Saturday, November 12, 2011

Sunday Roundup

George Orwell shows us what it's like to be a truly "literate" man. Who could write a defense this intelligent these days? Or as objective?

A LaRouche article - at least the subject matter is interesting. I've been aware there was occult involvement in France's revolutions for some time, albeit I think it simplistic to believe that the Peace of Westphalia was an event which was "sweetness and light" only, or that "synarchy" necessarily represents Fascism.

From our "man in Munich", someone whom I truly admire:

Intermission over

Power, and the struggle for power, is cemented in the modern mind such that one can hardly imagine doing anything without such a struggle. Even when such an urge arises, and it invariably does since there is more to humans than competition of the fittest, it cannot be evaluated with recourse to power. This is a neurosis, and yet there is no way out for the present generation, since a way out would invariably contain another way of conceptualizing the situation, the possibility of other motives, perhaps even an aesthetically replete sensibility. This is, however, too much to ask, and even we are not wrong to discuss the crude lusts that motivate men (and women!), it is not at all clear that this is the main drama. It is as though in the audience at the opera, we noticed a man selling popcorn. This is out of place! And yet, of course, the audience is hungry. There are some who will buy. This is true, this is life, this is what it is to be human. However, should a review of the opera include a line or two about the popcorn salesman? Was his popcorn good? Was his sales pattern efficient? Perhaps he should even get a page in the program. Perhaps a book on popcorn sales. Maybe even an additional academic department.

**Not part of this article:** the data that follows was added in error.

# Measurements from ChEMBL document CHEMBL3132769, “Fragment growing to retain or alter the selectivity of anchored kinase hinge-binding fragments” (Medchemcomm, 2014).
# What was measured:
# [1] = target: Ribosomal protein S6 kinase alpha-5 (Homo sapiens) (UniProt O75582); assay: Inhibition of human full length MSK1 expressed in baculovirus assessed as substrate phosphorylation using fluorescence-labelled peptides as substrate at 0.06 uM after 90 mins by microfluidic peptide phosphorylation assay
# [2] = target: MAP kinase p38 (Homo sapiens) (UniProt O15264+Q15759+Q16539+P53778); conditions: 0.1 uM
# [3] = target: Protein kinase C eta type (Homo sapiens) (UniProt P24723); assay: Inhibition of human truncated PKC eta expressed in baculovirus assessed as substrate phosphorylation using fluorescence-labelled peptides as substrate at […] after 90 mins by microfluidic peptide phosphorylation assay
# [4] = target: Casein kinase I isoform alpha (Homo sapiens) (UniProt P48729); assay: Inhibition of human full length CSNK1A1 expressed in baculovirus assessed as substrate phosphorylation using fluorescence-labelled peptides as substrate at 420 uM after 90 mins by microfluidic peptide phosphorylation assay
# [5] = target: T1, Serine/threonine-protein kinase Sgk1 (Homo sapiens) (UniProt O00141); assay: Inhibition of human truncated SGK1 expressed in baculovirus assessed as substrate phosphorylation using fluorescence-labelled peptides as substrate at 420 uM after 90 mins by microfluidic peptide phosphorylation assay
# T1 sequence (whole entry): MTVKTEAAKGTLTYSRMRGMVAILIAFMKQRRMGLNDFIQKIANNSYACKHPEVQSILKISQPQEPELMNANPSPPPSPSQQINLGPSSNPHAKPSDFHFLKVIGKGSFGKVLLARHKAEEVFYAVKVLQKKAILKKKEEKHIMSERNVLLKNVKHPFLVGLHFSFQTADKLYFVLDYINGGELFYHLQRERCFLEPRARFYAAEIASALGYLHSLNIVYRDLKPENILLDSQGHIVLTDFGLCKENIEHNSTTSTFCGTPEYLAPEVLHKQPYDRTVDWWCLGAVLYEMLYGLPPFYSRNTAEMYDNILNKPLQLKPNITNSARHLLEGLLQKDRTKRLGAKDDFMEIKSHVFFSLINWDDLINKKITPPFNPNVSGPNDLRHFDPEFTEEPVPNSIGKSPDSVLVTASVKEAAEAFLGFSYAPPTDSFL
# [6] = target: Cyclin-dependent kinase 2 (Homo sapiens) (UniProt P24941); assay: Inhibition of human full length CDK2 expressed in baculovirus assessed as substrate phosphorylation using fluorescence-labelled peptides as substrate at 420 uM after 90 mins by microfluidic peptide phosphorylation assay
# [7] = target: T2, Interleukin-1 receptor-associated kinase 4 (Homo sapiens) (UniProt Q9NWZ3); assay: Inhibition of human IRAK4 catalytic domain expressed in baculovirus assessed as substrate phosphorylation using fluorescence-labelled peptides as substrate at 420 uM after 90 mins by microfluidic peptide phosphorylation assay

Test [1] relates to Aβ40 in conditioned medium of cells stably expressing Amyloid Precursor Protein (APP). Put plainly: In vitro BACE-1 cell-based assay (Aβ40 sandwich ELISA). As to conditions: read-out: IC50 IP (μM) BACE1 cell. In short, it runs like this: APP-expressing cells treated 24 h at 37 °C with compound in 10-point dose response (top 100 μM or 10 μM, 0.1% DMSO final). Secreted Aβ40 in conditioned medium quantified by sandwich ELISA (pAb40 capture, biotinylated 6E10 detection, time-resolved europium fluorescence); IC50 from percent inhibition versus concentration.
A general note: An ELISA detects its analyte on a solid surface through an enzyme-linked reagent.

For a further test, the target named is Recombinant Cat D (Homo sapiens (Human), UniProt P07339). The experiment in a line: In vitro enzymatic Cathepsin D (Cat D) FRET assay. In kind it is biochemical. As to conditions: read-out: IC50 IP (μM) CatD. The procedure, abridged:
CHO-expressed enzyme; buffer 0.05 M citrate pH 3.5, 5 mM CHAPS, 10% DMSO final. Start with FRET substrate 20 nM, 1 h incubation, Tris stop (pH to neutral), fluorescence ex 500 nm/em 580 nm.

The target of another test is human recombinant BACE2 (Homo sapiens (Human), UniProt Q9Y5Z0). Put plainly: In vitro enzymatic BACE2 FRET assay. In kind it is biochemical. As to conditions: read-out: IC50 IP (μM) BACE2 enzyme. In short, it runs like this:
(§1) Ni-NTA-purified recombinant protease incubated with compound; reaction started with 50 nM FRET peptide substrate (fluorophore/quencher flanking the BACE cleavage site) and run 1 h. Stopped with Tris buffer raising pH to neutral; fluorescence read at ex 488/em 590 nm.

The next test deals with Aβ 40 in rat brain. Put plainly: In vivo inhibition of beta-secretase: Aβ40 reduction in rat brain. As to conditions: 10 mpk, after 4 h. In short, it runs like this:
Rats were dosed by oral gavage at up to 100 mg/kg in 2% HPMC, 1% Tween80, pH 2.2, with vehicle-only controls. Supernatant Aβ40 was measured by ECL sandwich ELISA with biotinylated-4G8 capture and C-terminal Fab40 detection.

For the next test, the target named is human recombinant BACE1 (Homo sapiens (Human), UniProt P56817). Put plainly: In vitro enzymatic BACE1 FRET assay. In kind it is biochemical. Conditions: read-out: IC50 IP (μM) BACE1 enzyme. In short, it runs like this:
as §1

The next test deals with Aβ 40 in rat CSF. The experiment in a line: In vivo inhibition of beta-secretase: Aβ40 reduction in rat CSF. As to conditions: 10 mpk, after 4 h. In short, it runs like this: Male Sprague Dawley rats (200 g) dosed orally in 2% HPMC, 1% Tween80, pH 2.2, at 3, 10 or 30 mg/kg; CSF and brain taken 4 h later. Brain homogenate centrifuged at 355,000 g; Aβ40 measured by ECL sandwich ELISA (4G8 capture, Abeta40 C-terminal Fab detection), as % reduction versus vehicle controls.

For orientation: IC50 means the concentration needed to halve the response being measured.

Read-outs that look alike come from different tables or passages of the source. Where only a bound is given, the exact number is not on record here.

Or, perhaps better, we should simply forget that he exists and go back to the main drama.

Joel Dietz

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